Bernard, the modern and foppish academic, reveals the danger of allowing present motivations to leap ahead of historic truths. Bernard's theory, that Lord Byron killed Mr. Chater in a lover's duel, is the product of his lust for fame and recognition. The evidence that Bernard puts together seems sketchy at best and the result of his theory and publication of his results is clear from the outset. Bernard never brings the platonic, third letter on stage, and it remains unclear how Byron got a hold of Septimus's book. Nevertheless, Bernard can't restrain himself. Undoubtedly reflecting Stoppard's own commentary on academic eagerness, Bernard ignores Hannah's objections to his theory in favor of quick fame. Bernard has little interest in the Croom family besides an opportunity to bring him recognition.
But Bernard, despite his mistakes, is essential to Hannah finding the identity of the hermit. While seducing Chloe in the library stacks, Bernard notices "something between her legs," a contemporary account of the hermit's identity that describes the hermit's turtle, Plautus. This is Bernard at his best, his sole constructive contribution into the Croom mystery.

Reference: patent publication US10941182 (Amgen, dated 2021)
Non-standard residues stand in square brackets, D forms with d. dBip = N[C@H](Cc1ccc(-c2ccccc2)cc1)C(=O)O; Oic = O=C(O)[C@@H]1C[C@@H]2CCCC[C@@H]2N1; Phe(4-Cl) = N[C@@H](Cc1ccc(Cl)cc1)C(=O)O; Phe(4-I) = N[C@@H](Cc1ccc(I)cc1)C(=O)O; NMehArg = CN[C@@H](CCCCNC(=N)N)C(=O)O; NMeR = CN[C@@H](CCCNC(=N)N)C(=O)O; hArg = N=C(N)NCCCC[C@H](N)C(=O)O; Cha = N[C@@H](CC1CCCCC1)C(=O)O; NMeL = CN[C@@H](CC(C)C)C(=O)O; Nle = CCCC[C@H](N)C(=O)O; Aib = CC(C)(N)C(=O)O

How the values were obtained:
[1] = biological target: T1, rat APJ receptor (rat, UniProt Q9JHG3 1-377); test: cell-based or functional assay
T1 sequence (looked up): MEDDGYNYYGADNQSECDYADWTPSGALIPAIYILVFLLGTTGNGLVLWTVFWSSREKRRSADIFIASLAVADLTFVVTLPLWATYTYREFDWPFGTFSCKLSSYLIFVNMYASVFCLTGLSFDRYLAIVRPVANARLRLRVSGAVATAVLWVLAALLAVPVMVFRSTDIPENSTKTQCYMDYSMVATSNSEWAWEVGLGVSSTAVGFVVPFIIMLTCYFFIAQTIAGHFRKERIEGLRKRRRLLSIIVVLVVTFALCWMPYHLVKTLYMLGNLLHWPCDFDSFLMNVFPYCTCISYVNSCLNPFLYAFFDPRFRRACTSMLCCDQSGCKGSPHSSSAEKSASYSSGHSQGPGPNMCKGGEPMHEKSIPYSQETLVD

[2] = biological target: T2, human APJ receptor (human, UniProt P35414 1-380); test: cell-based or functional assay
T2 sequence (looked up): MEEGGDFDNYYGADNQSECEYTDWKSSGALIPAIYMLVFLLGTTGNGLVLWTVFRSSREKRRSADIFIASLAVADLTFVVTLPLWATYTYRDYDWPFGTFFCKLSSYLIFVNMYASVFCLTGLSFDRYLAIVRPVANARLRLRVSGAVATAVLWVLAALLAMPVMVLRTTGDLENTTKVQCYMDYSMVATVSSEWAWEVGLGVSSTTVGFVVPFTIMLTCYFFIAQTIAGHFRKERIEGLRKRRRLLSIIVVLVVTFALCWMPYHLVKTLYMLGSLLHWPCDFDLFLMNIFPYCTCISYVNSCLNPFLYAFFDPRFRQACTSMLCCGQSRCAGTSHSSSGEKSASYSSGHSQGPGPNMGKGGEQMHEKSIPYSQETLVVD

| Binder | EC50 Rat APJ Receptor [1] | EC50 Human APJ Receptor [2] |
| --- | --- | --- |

Bernard is one character who is not aided by his sexual knowledge, despite his discovery while supposedly having sex (the modern day account of the hermit). Bernard's forthright proposal to Hannah and seduction of Chloe do no more than win him a loyal teenage fan. Bernard does, however, seem to know a bit more than Hannah because of his supposed knowledge. Bernard tells Hannah that she wouldn't have written a book about Caroline Lamb if she had known herself better. Yet, it remains unclear why Bernard didn't know himself better than to publish his results about Lord Byron before having more concrete proof of the theory. It is evident that neither academic nor canal knowledge alone will do.